Recreational diver training is the process of developing knowledge and understanding of the basic principles, and the skills and procedures for the use of scuba equipment so that the diver is able to dive for recreational purposes with acceptable risk using the type of equipment and in similar conditions to those experienced during training.
Not only is the underwater environment hazardous but the diving equipment itself can be dangerous. There are problems that divers must learn to avoid and manage when they do occur. Divers need repeated practice and a gradual increase in challenge to develop and internalise the skills needed to control the equipment, to respond effective if they encounter difficulties, and to build confidence in their equipment and themselves. Diver practical training starts with simple but essential procedures, and builds on them until complex procedures can be managed effectively. This may be broken up into several short training programmes, with certification issued for each stage, or combined into a few more substantial programmes with certification issued when all the skills have been mastered.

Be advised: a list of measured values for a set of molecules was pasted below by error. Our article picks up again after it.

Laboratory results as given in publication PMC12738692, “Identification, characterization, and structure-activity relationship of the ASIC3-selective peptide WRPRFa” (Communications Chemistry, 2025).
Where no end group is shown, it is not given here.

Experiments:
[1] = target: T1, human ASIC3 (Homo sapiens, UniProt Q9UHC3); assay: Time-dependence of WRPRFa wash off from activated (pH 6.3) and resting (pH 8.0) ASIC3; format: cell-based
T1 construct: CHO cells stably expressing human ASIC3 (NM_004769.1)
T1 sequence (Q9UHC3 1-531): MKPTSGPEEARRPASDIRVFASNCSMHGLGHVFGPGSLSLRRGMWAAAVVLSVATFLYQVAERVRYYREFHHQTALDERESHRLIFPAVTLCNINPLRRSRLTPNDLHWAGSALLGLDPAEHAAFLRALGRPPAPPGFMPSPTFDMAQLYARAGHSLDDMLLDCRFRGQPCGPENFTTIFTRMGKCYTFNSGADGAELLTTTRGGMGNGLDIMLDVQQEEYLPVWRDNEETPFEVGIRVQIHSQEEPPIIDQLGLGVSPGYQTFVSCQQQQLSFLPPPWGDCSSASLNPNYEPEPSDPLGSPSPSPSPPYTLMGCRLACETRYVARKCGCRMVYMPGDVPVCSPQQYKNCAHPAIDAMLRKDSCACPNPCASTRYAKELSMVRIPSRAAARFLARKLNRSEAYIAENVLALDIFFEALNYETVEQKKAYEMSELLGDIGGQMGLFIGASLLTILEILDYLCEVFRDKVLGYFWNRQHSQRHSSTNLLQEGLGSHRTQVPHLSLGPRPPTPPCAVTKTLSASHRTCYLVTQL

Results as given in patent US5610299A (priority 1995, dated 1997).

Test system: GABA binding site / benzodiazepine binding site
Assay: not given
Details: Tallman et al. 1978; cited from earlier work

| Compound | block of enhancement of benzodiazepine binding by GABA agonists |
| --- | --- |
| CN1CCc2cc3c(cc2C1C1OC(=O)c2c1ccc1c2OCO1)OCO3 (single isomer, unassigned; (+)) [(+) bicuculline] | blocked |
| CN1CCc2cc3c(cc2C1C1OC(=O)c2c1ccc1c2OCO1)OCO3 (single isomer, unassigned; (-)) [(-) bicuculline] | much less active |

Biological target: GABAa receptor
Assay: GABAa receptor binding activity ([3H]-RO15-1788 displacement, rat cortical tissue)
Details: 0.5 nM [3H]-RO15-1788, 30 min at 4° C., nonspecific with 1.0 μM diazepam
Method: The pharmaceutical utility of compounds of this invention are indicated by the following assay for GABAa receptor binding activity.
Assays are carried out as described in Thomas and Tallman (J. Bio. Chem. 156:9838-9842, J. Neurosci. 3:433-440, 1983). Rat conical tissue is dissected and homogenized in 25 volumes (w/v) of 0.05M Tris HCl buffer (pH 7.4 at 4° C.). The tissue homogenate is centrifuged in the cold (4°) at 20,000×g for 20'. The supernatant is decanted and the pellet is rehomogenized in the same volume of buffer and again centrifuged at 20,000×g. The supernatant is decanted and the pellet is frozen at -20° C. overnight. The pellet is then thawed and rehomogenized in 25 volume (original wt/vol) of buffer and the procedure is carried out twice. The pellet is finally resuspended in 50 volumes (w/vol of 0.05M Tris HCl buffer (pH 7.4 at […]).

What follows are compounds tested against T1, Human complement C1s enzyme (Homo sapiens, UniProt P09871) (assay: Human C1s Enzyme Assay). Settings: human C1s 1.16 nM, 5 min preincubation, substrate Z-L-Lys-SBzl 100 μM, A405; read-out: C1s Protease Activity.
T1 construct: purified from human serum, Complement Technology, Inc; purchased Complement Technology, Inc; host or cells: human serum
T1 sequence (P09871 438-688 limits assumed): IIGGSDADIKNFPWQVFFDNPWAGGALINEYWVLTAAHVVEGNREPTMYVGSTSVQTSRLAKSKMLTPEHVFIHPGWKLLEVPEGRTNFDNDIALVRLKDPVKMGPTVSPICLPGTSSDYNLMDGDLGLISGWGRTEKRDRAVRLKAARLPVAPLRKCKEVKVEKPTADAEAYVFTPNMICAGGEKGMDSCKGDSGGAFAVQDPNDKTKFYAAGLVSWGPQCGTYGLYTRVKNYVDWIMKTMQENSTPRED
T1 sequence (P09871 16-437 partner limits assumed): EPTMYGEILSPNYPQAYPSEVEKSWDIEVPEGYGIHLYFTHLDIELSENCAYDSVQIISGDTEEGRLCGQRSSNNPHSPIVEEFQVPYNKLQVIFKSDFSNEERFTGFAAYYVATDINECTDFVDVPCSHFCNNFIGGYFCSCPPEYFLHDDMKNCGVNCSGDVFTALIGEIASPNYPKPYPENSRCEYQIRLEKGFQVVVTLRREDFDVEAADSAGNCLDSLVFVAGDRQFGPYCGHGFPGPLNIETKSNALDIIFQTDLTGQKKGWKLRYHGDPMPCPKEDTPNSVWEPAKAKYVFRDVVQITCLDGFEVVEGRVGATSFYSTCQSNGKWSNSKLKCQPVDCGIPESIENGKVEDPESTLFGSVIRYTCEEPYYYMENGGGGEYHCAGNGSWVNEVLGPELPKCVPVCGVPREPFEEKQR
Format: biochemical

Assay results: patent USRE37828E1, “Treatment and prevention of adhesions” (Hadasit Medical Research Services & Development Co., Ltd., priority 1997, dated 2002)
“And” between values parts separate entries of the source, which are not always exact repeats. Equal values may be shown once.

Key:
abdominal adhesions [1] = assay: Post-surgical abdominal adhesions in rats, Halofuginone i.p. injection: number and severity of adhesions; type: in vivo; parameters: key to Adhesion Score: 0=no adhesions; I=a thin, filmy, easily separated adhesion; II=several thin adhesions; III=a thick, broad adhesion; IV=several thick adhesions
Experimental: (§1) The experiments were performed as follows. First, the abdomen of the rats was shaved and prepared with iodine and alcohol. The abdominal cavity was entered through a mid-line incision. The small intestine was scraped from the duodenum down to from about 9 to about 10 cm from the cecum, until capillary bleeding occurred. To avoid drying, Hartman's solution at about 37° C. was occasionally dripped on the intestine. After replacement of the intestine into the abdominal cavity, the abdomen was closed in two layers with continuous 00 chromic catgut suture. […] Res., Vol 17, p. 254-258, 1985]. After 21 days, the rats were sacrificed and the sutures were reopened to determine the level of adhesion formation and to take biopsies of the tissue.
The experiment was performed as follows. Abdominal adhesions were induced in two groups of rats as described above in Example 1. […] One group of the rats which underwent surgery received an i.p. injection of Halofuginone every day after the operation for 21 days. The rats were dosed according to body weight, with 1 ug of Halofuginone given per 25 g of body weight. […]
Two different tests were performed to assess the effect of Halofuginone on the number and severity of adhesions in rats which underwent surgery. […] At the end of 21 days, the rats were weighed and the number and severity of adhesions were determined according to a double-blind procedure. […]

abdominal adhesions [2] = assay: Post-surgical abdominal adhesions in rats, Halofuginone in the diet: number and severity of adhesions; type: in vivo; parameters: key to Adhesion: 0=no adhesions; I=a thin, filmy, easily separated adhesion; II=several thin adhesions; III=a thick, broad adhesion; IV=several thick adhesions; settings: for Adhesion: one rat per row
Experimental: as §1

Many diver training organizations exist, throughout the world, offering diver training leading to certification: the issuing of a "diving certification card," also known as a "C-card," or qualification card. This diving certification model originated at Scripps Institution of Oceanography in 1952 after two divers died while using university-owned equipment and the SIO instituted a system where a card was issued after training as evidence of competence. Diving instructors affiliated to a diving certification agency may work independently or through a university, a dive club, a dive school or a dive shop. They will offer courses that should meet, or exceed, the standards of the certification organization that will certify the divers attending the course. The International Organization for Standardization has approved six recreational diving standards that may be implemented worldwide, and some of the standards developed by the (United States) RSTC are consistent with the applicable ISO Standards:
The initial open water training for a person who is medically fit to dive and a reasonably competent swimmer is relatively short. Many dive shops in popular holiday locations offer courses intended to teach a novice to dive in a few days, which can be combined with diving on the vacation. Other instructors and dive schools will provide more thorough training, which generally takes longer. Dive operators, dive shops, and cylinder filling stations may refuse to allow uncertified people to dive with them, hire diving equipment or have their diving cylinders filled. This may be an agency standard, company policy, or specified by legislation.